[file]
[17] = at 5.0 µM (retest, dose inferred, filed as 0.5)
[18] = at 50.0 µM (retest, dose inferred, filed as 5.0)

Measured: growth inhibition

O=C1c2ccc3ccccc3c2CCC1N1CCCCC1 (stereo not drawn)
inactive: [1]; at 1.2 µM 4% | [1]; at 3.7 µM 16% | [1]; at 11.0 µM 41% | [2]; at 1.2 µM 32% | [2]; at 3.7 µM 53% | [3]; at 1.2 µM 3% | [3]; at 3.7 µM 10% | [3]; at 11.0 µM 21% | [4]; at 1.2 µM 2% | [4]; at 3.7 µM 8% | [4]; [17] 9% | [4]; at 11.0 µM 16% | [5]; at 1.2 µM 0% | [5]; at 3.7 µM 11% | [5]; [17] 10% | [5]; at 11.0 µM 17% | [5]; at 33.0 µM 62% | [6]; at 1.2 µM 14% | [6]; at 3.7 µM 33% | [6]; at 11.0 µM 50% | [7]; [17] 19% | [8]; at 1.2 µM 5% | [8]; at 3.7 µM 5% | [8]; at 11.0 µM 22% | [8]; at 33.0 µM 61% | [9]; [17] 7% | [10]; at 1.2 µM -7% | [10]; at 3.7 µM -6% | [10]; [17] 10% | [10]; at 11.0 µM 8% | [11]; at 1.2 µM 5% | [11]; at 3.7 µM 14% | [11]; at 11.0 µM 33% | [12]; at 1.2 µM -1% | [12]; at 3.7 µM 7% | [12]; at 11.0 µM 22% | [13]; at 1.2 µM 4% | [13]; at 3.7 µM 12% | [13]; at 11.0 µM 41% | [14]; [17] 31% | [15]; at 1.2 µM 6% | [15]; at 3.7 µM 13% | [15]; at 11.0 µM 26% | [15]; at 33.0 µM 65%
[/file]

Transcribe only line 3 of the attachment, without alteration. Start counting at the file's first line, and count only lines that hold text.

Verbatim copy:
Measured: growth inhibition